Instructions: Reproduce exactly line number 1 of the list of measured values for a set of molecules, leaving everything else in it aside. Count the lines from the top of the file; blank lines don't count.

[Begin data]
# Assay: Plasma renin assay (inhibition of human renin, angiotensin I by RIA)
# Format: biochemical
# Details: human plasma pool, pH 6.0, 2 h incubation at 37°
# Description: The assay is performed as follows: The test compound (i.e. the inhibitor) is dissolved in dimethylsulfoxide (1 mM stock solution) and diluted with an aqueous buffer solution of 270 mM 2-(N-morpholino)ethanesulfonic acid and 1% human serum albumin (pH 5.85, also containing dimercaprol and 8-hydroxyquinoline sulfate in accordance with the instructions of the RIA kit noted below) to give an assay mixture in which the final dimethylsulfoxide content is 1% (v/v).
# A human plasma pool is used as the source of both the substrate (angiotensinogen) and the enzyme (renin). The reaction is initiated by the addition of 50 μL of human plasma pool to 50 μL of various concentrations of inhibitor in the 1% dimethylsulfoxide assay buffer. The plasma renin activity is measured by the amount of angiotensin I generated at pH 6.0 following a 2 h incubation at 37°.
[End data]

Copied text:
# Assay: Plasma renin assay (inhibition of human renin, angiotensin I by RIA)